What’s In a Name?

What’s In a Name?

Why are we called “CircleRock”?

Thanks for asking. I grew up in a late 1950s middle class development in suburban Minneapolis. We lived across the street from a large circle of Kentucky bluegrass and crabgrass, one-eighth of a mile in circumference, with sapling ash, maple, and pine trees around the perimeter. In the northwest quadrant of the circle was a big red granite rock. That rock is the first thing I can remember being intensely curious about — How did it get there? Why weren’t there other large rocks in the circle? If it’s true what the “big kids” say about rocks covering passage to China, surely this big rock is the one that leads to the other side of the world, if we could only lift it.

The circle was our community epicenter. We played baseball there, golf there, kick-the-can there, and endless hours of touch and even injurious tackle football there (ask my older brother about his broken collarbone, which happened precariously close to the rock). We also had an annual summer “Circle Picnic”, when all the neighbor families brought their picnic tables and charcoal grills into the circle. The dads barbecued while the kids had gunny sack races. Mr. Sullivan worked in marketing at Hamm’s Beer Company and brought the professional dispenser with the Hamm’s Bear on it to the picnic every year. Of course, I begged to have my first taste of beer “tom tom tom tom –From the land of sky blue wa-aters…” from that keg, and my teetotaling parents finally relented.

All the while, there was that big red granite rock in the NW quadrant — immovable, timeless, mysterious. Curiosity has driven me my whole life. I’m always asking “Why?”, “Who?” and “How?” And, I think, curiosity is the engine of learning, imagination, and creativity. I value those things. A lot. Moreover, when I first stood before “the big red rock”, I was too small even to climb upon it. Getting my leg up on that rock was the first goal I can remember setting. When I finished my CEO run at Allen Edmonds, I wanted to have a creative name for whatever it was I’d do next. I wanted to stay curious, use my imagination (such as it is) and have new goals. “CircleRock” came to me, made sense and made me smile.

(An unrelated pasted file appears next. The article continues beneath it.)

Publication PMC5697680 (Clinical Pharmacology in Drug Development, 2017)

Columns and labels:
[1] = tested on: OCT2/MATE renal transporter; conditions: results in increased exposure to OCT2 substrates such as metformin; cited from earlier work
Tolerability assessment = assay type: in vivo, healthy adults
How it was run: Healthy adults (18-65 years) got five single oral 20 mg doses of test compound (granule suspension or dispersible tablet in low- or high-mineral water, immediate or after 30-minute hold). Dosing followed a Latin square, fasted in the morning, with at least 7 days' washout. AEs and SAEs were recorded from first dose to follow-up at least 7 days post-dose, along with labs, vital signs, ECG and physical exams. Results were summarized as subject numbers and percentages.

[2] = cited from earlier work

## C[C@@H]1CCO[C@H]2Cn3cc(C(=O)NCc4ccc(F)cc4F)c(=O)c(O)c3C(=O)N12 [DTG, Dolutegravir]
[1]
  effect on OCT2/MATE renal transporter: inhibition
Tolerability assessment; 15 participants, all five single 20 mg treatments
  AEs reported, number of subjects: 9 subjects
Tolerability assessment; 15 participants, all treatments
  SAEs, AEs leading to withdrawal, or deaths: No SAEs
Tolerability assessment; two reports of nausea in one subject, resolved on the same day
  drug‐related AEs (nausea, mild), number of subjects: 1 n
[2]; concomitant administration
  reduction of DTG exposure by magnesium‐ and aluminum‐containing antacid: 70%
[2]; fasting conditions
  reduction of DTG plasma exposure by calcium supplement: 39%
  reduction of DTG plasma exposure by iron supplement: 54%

And then one of my outstanding partners at AE, Ross Widmoyer, wanted in. So did Mark McNeill and Mike Lyons, two other key players in our success there. And a longtime friend, Bob Oberrender, was ending his illustrious career as a high-level exec at UnitedHealth Group and — to my surprise — jumped at the chance to partner with us.

We decided to start a new company but not just in the business of selling menswear and men’s accessories. We also wanted to spread good news about admirable men doing admirable things — role models, mentors, inspirations (people you don’t hear enough about today). Suddenly, “CircleRock” perfectly fit our core reason for being. The Circle is the partnerships, friendships, families, teammates, mentees and mentors, and charities of our lives. The Rock is the transcendent American values that we all strive to circle around — unless you’re in a leadership role, then YOU need to be that Rock who embodies those values. Courage, Integrity, Respect, Compassion, Leadership and Engagement. This is CircleRock.

Join us in the Circle!

Best wishes,